Finally, there is something more than a little unseemly about the spectacle of former conservative politicians rushing to embrace Canada’s burgeoning legal marijuana industry.

The latest to join the pot parade is former federal and provincial Progressive Conservative stalwart Peter Elzinga, who effective immediately becomes chair of the board of Atlas Growers, which is building a huge medical and recreational marijuana operation northwest of Edmonton.

Mr. Elzinga served as both a federal PC MP and provincial MLA, and as a member of the cabinets of premiers Don Getty and Ralph Klein. In addition to being Mr. Klein’s deputy premier, he returned after retiring from elected office in 1992 to serve as King Ralph’s chief of staff from 1998 to 2004.

With the honourable exception of Mr. Fildebrandt, nowadays relegated to the back corner of the Legislature as an Independent, not a single conservative seems to have spoken up for the many Canadians who will be stuck with criminal records for marijuana possession.

Join the Conversation


  1. We find Mr. Kenney’s remarks about the Prime Minister offensive in nature. But more to the point we feel that Mr. Kenney insults the intelligence of Albertans by his hyperbole that often lacks (to be kind) any factual basis. It is akin to listening to Fox news.

    Of course Kenney has a grudge against the PM. Going in to the last election I am sure that Kenney could not understand why anyone would reject the Harper Conservatives, of which he was one. The polls were in their favour, their election campaign focused on mocking Mr Trudeau for his age and prior employment histort (notwithstanding Harpers lack of a ‘for profit’ work history). Kenney expected a win-he would regain his power and his perks. He only overlooked on small detail. The voters. Jim Prentice had the same issue.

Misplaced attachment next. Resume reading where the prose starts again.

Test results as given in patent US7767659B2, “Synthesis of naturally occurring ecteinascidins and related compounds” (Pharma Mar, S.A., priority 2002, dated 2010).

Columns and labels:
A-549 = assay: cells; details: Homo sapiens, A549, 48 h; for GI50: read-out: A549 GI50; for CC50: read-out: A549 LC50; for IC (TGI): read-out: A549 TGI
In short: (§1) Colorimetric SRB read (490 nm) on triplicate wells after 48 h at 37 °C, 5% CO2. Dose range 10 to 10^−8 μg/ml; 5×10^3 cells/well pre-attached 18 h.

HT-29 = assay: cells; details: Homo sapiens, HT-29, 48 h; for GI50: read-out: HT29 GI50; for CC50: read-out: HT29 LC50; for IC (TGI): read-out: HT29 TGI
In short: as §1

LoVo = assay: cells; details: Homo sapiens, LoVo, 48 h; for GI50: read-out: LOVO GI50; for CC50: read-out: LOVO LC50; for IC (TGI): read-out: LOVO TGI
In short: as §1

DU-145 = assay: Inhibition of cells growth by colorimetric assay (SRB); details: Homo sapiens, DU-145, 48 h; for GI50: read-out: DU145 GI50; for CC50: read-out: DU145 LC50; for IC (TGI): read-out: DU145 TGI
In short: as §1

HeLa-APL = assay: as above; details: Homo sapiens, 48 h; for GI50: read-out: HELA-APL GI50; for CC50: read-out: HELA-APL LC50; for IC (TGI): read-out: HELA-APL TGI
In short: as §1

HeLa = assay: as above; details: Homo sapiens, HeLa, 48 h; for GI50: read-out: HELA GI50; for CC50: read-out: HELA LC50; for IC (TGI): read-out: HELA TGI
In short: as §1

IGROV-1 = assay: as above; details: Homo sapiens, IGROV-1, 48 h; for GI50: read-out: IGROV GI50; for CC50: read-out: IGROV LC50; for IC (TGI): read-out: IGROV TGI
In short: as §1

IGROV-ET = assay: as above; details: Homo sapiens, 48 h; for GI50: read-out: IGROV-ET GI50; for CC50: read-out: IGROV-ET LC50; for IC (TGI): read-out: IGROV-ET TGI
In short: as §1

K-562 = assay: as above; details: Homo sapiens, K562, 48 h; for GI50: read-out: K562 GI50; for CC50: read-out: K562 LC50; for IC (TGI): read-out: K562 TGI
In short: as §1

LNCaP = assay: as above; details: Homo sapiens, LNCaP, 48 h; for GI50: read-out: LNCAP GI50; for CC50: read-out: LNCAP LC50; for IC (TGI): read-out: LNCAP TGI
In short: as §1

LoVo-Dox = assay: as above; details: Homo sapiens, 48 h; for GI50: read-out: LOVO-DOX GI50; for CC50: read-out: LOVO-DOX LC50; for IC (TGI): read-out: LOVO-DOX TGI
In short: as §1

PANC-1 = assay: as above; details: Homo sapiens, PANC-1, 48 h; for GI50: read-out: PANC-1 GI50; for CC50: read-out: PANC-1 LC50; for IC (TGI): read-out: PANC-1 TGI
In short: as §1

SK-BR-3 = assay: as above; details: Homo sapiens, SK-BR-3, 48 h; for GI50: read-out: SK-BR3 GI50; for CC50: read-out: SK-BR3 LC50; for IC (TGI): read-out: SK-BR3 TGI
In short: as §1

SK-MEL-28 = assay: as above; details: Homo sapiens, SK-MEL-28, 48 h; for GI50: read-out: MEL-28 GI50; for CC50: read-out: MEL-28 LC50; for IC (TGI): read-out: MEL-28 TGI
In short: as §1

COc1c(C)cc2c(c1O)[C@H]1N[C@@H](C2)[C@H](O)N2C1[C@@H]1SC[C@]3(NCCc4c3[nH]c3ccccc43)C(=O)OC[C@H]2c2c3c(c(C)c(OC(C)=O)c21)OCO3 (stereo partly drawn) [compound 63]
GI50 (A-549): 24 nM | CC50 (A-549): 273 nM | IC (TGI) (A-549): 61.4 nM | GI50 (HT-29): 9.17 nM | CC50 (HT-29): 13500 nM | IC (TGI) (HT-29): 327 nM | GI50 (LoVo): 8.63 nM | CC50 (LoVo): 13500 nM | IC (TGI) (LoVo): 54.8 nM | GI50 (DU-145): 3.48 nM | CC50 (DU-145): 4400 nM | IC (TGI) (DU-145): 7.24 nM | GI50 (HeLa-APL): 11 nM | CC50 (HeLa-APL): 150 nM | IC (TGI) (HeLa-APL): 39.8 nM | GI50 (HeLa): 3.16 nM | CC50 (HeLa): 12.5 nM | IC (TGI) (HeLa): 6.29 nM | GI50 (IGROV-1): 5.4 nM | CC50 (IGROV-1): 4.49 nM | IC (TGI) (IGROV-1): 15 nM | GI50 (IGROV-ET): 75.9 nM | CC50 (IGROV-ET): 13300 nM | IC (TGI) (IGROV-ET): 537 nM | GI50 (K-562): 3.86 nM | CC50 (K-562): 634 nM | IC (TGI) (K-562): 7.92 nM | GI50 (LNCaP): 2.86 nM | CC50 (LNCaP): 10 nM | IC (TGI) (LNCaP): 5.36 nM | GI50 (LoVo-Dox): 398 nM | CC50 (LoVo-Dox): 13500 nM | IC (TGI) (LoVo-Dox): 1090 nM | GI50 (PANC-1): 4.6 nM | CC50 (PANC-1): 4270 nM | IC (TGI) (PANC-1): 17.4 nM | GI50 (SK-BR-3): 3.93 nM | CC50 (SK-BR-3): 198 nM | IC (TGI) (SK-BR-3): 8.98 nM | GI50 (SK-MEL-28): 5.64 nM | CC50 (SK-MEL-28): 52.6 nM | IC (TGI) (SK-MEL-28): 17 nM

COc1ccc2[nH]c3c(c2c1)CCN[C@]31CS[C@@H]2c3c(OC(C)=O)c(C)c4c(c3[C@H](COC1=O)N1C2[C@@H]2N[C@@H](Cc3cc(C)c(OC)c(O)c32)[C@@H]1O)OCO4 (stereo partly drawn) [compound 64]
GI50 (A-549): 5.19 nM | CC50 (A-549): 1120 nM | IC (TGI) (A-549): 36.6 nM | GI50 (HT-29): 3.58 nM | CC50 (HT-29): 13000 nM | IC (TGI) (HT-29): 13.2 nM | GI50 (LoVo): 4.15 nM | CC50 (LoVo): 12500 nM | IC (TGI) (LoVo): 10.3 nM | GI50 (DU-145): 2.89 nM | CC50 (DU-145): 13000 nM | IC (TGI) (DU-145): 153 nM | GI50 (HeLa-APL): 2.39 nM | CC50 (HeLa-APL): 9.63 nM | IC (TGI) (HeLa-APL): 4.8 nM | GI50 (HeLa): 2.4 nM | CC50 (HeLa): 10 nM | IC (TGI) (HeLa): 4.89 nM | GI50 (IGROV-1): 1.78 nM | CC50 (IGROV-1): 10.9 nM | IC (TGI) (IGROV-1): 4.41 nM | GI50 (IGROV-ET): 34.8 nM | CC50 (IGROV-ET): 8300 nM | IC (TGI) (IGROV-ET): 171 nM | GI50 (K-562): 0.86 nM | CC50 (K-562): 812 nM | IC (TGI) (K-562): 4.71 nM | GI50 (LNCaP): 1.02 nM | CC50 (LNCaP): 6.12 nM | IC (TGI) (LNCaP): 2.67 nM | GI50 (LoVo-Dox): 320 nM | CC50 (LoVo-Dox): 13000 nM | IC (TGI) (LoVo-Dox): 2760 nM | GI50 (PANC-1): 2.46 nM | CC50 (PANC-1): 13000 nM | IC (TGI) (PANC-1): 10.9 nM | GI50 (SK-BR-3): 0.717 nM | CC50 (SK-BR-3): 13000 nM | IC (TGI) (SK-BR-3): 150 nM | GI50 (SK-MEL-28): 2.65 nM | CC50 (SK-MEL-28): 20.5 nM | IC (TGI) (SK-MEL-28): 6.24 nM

Alas, with the exception of Calgary, every Canadian urban center preferred the Liberal candidate and indeed Atlantic Canada shut them out despite, or perhaps because of, Peter McKay. This electoral defeat must have been a stinging blow for Kenney. And it shows in his intemperate comments. If Jason Kenney does become Premier he will have to work closely with the Federal Government. He should be building bridges, or at best not fostering antagonism for no apparent reason other than his propensity to mouth off at every opportunity.

    1. Brett…do you mean he should be building bridges like our current PM does. You’re a fool. What he said about the PM was exa toy what most Albertans would say. The only thing is, his comments are way to kind for the clown running the show. Are you one of the hysterical citizens who would just love to kiss Trudeaus ass??

  2. I have to admit when I heard what Jason Kenney said about Justin Trudeau I laughed and I will certainly admit I agree with him 100%. The unfortunate reality is that while certainly amusing probably not an appropriate comment for the leader of Alberta’s opposition in the legislature.

    As for your assertion that Jagmeet Singh has so gingerly side with BC, this comment also made me laugh. Jagmeet’s tweet and Premier Notley’s very strong response shows me that there is a widening gulf between these two leaders. My understanding is that if you take out a provincial NDP membership you are automatically a member of the federal party. The outlook of the federal NDP party will certainly hurt their provincial counterparts in Alberta in the next election.